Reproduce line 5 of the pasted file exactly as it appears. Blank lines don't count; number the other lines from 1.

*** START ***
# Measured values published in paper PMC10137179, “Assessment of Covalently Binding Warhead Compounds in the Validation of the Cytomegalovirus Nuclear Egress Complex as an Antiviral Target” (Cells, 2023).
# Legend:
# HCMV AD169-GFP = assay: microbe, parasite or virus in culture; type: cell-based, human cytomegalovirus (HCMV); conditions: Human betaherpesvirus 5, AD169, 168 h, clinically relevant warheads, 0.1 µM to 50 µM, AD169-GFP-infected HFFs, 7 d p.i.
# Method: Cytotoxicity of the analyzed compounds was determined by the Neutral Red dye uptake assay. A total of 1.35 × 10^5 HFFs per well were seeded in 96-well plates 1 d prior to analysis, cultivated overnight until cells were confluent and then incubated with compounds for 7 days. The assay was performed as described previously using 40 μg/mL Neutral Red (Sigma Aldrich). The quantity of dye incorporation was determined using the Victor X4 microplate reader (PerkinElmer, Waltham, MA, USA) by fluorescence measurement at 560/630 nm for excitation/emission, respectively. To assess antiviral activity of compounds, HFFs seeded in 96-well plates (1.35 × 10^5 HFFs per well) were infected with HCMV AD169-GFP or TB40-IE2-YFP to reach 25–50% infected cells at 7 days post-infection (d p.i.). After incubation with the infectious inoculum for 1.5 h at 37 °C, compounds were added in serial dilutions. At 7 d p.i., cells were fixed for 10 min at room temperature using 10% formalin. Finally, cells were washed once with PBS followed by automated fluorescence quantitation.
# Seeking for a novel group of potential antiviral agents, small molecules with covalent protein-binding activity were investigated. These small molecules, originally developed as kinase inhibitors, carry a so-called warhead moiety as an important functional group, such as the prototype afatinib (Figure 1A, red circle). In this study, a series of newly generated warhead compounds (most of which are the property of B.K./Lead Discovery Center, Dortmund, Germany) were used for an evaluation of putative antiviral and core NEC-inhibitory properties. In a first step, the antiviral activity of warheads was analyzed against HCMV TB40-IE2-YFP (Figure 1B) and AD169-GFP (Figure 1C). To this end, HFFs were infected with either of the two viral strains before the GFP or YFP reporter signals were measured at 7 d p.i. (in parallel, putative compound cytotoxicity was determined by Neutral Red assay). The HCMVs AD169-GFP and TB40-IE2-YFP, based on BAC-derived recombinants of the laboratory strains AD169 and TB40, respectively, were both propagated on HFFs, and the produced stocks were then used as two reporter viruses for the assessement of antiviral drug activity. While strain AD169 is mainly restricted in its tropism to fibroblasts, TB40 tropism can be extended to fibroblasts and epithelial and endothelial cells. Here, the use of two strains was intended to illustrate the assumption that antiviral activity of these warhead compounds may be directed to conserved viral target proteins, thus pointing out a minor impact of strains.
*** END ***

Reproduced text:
# Seeking for a novel group of potential antiviral agents, small molecules with covalent protein-binding activity were investigated. These small molecules, originally developed as kinase inhibitors, carry a so-called warhead moiety as an important functional group, such as the prototype afatinib (Figure 1A, red circle). In this study, a series of newly generated warhead compounds (most of which are the property of B.K./Lead Discovery Center, Dortmund, Germany) were used for an evaluation of putative antiviral and core NEC-inhibitory properties. In a first step, the antiviral activity of warheads was analyzed against HCMV TB40-IE2-YFP (Figure 1B) and AD169-GFP (Figure 1C). To this end, HFFs were infected with either of the two viral strains before the GFP or YFP reporter signals were measured at 7 d p.i. (in parallel, putative compound cytotoxicity was determined by Neutral Red assay). The HCMVs AD169-GFP and TB40-IE2-YFP, based on BAC-derived recombinants of the laboratory strains AD169 and TB40, respectively, were both propagated on HFFs, and the produced stocks were then used as two reporter viruses for the assessement of antiviral drug activity. While strain AD169 is mainly restricted in its tropism to fibroblasts, TB40 tropism can be extended to fibroblasts and epithelial and endothelial cells. Here, the use of two strains was intended to illustrate the assumption that antiviral activity of these warhead compounds may be directed to conserved viral target proteins, thus pointing out a minor impact of strains.